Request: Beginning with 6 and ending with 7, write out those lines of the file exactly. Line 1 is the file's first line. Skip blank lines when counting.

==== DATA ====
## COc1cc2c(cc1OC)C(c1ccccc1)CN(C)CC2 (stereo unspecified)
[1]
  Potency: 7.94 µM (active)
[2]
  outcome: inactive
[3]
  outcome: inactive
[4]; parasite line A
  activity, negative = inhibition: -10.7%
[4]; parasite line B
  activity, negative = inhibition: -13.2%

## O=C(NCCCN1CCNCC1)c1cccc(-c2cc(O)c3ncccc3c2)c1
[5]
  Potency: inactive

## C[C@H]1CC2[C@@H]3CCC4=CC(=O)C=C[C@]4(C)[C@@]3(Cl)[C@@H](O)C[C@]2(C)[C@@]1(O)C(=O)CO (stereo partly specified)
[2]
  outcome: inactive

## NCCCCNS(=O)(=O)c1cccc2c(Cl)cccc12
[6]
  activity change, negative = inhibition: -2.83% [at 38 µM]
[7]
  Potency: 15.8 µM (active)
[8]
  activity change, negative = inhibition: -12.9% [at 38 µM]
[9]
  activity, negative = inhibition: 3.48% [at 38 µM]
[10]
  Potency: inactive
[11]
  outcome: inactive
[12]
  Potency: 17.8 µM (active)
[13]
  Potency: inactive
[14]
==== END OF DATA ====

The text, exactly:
[3]
  outcome: inactive